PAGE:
Fitbit Blaze Activity Tracker

The Fitbit Blaze is a multi-function activity tracker that has the look and feel of an actual watch with multiple styles of wristbands available. The smart watch counts steps, has continuous heart rate monitoring, tracks sleep quality, distance, calories burned, floors climbed active minutes and other activity based features. With a large color screen the device is easier to read than other fitness trackers for an elder.

HOW IT WORKS

The value for elders living in the community is the ability to send health data to an online portal through a paired bluetooth device. This information can then be viewed (with permission) by family to identify trends and catch out of the ordinary flags such as low activity levels, irregular sleep patterns or high heart rates associated with what should be low-stress activities. The online dashboard can be setup with other family or friends in the same group to offer encouragement or even competition as motivation to keep moving and activity levels up.

All an elder has to do is wear the watch after it has been set up. The potential issue is ensuring that the watch’s battery is charged up every few days. It has an advertised five days of battery life under normal usage.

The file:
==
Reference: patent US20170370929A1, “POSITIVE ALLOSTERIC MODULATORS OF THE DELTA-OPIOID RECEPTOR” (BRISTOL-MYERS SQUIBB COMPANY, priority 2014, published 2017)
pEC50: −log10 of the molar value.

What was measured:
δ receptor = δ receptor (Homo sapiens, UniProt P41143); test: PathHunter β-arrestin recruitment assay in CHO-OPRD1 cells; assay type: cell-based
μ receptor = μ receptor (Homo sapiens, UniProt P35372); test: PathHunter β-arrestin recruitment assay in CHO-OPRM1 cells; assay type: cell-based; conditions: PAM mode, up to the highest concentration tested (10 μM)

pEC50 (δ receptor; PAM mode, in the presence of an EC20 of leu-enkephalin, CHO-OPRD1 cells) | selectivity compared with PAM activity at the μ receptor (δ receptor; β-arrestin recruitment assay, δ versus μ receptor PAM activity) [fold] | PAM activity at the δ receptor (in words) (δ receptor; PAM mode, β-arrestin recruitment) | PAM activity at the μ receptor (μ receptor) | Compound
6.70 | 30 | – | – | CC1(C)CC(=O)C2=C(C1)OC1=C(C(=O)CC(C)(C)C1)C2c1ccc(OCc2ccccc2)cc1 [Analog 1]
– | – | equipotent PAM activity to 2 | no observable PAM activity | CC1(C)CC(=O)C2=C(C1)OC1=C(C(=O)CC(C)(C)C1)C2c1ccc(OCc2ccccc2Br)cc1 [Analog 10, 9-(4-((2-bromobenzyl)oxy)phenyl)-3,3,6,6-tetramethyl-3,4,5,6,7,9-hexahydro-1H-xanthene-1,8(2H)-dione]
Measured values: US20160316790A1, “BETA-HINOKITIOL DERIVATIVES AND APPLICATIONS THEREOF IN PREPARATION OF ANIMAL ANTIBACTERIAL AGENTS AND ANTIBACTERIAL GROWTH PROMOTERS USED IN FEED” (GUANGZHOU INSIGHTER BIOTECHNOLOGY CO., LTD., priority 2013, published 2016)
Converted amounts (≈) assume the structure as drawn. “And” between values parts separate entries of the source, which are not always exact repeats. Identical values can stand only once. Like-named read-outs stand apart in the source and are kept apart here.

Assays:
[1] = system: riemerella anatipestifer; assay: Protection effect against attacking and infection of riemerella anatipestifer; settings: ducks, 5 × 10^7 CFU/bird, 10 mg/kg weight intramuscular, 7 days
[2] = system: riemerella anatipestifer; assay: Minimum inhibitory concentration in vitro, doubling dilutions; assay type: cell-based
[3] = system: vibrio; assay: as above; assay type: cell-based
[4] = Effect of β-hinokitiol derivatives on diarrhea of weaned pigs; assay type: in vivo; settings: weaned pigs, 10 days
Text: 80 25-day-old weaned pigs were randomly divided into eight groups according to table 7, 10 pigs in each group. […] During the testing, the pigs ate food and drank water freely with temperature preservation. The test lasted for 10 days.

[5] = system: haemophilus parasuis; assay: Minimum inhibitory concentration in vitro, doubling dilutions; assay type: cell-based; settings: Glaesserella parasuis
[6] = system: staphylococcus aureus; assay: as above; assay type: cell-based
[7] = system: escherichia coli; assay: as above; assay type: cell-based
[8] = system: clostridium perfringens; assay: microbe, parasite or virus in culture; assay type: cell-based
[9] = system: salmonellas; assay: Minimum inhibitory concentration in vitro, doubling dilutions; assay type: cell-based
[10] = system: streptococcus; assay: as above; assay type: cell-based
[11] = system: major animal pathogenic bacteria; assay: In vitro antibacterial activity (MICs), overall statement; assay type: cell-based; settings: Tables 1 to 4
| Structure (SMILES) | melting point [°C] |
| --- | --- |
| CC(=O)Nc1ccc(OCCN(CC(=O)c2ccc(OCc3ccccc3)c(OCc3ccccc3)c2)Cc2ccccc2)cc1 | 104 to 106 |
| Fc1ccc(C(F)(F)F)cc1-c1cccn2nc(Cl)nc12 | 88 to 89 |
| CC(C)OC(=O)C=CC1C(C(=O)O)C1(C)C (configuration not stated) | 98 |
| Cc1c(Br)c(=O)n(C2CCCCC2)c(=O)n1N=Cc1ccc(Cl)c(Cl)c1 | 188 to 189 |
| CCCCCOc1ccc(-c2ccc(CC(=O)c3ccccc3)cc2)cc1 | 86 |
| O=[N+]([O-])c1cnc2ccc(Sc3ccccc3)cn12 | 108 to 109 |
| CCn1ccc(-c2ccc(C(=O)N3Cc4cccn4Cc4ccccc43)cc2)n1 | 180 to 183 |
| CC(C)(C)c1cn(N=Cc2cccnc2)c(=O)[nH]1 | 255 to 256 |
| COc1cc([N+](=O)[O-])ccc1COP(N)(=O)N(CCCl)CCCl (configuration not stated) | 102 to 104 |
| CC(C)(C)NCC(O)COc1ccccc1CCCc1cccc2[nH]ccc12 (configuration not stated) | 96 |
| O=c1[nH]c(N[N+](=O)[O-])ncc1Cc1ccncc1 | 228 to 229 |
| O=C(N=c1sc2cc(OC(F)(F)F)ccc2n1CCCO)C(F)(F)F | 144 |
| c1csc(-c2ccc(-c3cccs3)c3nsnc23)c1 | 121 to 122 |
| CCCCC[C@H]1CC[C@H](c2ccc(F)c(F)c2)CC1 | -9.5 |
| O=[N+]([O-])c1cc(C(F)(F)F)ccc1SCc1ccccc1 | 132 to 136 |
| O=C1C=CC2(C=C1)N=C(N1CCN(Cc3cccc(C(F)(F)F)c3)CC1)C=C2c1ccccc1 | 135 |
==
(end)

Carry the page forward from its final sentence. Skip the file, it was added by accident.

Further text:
Manufacturer’s Video

REAL WORLD USE CASES

Some ways Fitbit Blaze could be configured for the safety of an elderly person in the community:

  • Schedule notifications sent to the watch from a paired smartphone can act as medication reminders.
  • Overall activity levels can be shared on an online dashboard to trigger a ‘check-in’ if a senior’s activity drops compared to their normal levels.
  • Heart rate tracking can be viewed by a family member (with permission) to observe if the normal pattern is off or identify that everyday activities are causing a high level of stress and exertion for an elder. This could trigger an intervention with their doctor before an unplanned event such as a fall.
  • Sleep tracking can identify if someone’s overnight pattern changes from sleeping through the night to being up multiple times. This can trigger night time safety devices such as automatic lighting or even to have their physician review if recent medication changes caused a change to an elder’s sleep pattern.

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